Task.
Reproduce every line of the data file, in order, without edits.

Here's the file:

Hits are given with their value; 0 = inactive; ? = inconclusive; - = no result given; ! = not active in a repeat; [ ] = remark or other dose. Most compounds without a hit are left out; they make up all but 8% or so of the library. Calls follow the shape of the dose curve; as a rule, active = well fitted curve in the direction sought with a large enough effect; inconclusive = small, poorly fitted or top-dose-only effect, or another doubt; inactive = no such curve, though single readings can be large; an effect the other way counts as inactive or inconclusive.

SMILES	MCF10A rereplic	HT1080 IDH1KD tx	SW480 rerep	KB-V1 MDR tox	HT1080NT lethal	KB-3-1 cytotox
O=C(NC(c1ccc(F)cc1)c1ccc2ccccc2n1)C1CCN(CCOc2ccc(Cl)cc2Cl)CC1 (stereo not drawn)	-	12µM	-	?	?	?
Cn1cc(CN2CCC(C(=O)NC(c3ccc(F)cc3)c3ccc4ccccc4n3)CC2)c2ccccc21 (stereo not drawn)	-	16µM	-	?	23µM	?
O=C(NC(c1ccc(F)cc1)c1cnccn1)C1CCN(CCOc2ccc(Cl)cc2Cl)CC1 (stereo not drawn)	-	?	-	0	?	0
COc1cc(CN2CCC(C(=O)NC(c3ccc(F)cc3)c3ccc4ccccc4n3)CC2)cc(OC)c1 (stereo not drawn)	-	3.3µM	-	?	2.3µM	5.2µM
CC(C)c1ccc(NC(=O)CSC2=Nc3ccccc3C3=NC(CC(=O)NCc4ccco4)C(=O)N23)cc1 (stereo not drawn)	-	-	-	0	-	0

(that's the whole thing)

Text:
Hits are given with their value; 0 = inactive; ? = inconclusive; - = no result given; ! = not active in a repeat; [ ] = remark or other dose. Most compounds without a hit are left out; they make up all but 8% or so of the library. Calls follow the shape of the dose curve; as a rule, active = well fitted curve in the direction sought with a large enough effect; inconclusive = small, poorly fitted or top-dose-only effect, or another doubt; inactive = no such curve, though single readings can be large; an effect the other way counts as inactive or inconclusive.

SMILES	MCF10A rereplic	HT1080 IDH1KD tx	SW480 rerep	KB-V1 MDR tox	HT1080NT lethal	KB-3-1 cytotox
O=C(NC(c1ccc(F)cc1)c1ccc2ccccc2n1)C1CCN(CCOc2ccc(Cl)cc2Cl)CC1 (stereo not drawn)	-	12µM	-	?	?	?
Cn1cc(CN2CCC(C(=O)NC(c3ccc(F)cc3)c3ccc4ccccc4n3)CC2)c2ccccc21 (stereo not drawn)	-	16µM	-	?	23µM	?
O=C(NC(c1ccc(F)cc1)c1cnccn1)C1CCN(CCOc2ccc(Cl)cc2Cl)CC1 (stereo not drawn)	-	?	-	0	?	0
COc1cc(CN2CCC(C(=O)NC(c3ccc(F)cc3)c3ccc4ccccc4n3)CC2)cc(OC)c1 (stereo not drawn)	-	3.3µM	-	?	2.3µM	5.2µM
CC(C)c1ccc(NC(=O)CSC2=Nc3ccccc3C3=NC(CC(=O)NCc4ccco4)C(=O)N23)cc1 (stereo not drawn)	-	-	-	0	-	0